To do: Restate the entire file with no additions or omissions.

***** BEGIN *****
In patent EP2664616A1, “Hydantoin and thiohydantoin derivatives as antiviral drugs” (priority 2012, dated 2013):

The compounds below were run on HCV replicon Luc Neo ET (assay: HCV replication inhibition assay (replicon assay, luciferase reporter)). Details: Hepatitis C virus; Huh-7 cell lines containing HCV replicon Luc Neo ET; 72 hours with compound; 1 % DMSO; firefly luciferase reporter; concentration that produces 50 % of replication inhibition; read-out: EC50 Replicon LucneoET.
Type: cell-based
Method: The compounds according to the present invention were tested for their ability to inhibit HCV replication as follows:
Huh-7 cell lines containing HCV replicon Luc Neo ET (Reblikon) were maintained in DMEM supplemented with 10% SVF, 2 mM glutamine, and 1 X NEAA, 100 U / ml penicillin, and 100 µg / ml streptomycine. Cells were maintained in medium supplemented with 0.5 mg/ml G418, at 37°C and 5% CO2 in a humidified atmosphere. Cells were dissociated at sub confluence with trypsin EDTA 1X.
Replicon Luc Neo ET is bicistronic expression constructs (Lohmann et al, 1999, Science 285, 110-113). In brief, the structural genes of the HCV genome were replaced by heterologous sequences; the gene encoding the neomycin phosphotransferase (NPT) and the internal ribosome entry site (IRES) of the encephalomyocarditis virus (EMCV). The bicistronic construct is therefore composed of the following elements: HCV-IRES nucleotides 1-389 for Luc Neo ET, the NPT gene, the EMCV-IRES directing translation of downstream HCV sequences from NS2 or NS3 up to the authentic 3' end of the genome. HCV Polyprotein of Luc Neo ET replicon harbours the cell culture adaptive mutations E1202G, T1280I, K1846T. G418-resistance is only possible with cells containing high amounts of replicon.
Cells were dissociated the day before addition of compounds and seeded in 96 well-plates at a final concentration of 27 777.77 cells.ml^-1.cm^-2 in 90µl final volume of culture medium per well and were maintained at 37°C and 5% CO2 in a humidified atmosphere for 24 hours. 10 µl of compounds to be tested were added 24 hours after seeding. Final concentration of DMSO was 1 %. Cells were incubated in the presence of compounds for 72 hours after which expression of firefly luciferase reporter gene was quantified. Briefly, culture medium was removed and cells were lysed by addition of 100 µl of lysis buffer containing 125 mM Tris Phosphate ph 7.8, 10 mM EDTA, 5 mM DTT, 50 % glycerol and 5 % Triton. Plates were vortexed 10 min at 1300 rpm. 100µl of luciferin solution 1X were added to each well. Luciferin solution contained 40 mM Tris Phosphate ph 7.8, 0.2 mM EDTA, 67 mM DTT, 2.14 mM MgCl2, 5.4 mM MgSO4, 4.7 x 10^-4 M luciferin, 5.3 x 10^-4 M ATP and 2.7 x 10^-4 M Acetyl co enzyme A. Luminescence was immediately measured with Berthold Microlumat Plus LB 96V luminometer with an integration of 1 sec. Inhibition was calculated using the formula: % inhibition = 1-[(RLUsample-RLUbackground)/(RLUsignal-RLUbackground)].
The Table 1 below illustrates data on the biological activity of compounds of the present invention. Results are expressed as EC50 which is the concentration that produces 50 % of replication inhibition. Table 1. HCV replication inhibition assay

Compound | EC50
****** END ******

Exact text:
In patent EP2664616A1, “Hydantoin and thiohydantoin derivatives as antiviral drugs” (priority 2012, dated 2013):

The compounds below were run on HCV replicon Luc Neo ET (assay: HCV replication inhibition assay (replicon assay, luciferase reporter)). Details: Hepatitis C virus; Huh-7 cell lines containing HCV replicon Luc Neo ET; 72 hours with compound; 1 % DMSO; firefly luciferase reporter; concentration that produces 50 % of replication inhibition; read-out: EC50 Replicon LucneoET.
Type: cell-based
Method: The compounds according to the present invention were tested for their ability to inhibit HCV replication as follows:
Huh-7 cell lines containing HCV replicon Luc Neo ET (Reblikon) were maintained in DMEM supplemented with 10% SVF, 2 mM glutamine, and 1 X NEAA, 100 U / ml penicillin, and 100 µg / ml streptomycine. Cells were maintained in medium supplemented with 0.5 mg/ml G418, at 37°C and 5% CO2 in a humidified atmosphere. Cells were dissociated at sub confluence with trypsin EDTA 1X.
Replicon Luc Neo ET is bicistronic expression constructs (Lohmann et al, 1999, Science 285, 110-113). In brief, the structural genes of the HCV genome were replaced by heterologous sequences; the gene encoding the neomycin phosphotransferase (NPT) and the internal ribosome entry site (IRES) of the encephalomyocarditis virus (EMCV). The bicistronic construct is therefore composed of the following elements: HCV-IRES nucleotides 1-389 for Luc Neo ET, the NPT gene, the EMCV-IRES directing translation of downstream HCV sequences from NS2 or NS3 up to the authentic 3' end of the genome. HCV Polyprotein of Luc Neo ET replicon harbours the cell culture adaptive mutations E1202G, T1280I, K1846T. G418-resistance is only possible with cells containing high amounts of replicon.
Cells were dissociated the day before addition of compounds and seeded in 96 well-plates at a final concentration of 27 777.77 cells.ml^-1.cm^-2 in 90µl final volume of culture medium per well and were maintained at 37°C and 5% CO2 in a humidified atmosphere for 24 hours. 10 µl of compounds to be tested were added 24 hours after seeding. Final concentration of DMSO was 1 %. Cells were incubated in the presence of compounds for 72 hours after which expression of firefly luciferase reporter gene was quantified. Briefly, culture medium was removed and cells were lysed by addition of 100 µl of lysis buffer containing 125 mM Tris Phosphate ph 7.8, 10 mM EDTA, 5 mM DTT, 50 % glycerol and 5 % Triton. Plates were vortexed 10 min at 1300 rpm. 100µl of luciferin solution 1X were added to each well. Luciferin solution contained 40 mM Tris Phosphate ph 7.8, 0.2 mM EDTA, 67 mM DTT, 2.14 mM MgCl2, 5.4 mM MgSO4, 4.7 x 10^-4 M luciferin, 5.3 x 10^-4 M ATP and 2.7 x 10^-4 M Acetyl co enzyme A. Luminescence was immediately measured with Berthold Microlumat Plus LB 96V luminometer with an integration of 1 sec. Inhibition was calculated using the formula: % inhibition = 1-[(RLUsample-RLUbackground)/(RLUsignal-RLUbackground)].
The Table 1 below illustrates data on the biological activity of compounds of the present invention. Results are expressed as EC50 which is the concentration that produces 50 % of replication inhibition. Table 1. HCV replication inhibition assay

Compound | EC50